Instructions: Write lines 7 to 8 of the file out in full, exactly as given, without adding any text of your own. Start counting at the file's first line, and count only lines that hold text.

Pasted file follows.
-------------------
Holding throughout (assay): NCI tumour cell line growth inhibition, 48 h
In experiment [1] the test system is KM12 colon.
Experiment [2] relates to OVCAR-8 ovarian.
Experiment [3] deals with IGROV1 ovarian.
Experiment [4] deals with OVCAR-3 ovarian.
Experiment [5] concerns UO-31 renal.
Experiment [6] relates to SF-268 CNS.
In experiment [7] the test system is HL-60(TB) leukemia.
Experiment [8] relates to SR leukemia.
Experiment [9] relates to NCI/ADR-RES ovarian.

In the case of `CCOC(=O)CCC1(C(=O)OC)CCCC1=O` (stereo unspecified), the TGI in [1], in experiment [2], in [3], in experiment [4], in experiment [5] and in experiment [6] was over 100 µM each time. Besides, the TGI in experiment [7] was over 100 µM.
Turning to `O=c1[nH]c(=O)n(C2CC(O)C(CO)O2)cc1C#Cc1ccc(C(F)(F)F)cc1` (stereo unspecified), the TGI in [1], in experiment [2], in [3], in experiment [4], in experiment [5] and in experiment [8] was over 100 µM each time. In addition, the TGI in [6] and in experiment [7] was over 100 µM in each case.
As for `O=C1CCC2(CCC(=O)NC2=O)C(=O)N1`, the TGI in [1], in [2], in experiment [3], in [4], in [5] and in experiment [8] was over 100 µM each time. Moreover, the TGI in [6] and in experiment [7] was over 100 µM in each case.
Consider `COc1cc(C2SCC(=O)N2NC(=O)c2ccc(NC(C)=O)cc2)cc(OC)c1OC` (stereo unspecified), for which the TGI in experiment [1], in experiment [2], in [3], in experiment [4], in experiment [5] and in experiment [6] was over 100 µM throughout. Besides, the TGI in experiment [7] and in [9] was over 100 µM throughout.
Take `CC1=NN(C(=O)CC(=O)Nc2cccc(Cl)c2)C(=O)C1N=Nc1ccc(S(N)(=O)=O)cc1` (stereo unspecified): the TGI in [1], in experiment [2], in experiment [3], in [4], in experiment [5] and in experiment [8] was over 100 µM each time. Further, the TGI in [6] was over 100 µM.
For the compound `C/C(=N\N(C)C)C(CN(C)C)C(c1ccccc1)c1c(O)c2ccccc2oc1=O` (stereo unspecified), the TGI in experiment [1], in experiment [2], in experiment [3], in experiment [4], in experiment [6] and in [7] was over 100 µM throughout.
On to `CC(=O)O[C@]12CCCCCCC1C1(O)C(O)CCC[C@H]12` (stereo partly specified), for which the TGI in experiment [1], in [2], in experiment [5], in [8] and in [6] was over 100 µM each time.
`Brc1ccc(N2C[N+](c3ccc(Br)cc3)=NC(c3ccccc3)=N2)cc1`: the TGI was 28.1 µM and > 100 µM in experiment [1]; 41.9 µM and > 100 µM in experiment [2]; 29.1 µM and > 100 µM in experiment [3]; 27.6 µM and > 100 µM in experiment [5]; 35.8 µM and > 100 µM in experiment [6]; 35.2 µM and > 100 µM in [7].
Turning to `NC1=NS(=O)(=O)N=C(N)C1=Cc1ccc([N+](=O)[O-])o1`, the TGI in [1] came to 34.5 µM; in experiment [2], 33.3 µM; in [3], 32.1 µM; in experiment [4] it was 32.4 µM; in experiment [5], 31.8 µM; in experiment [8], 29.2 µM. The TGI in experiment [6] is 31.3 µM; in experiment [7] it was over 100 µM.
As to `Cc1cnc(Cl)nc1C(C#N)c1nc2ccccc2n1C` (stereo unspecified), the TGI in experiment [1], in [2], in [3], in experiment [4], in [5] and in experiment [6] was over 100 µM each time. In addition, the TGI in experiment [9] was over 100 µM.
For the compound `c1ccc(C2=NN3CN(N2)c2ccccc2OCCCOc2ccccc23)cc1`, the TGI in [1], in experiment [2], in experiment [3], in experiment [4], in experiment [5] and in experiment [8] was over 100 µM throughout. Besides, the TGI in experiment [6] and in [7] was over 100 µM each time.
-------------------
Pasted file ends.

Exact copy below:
Experiment [6] relates to SF-268 CNS.
In experiment [7] the test system is HL-60(TB) leukemia.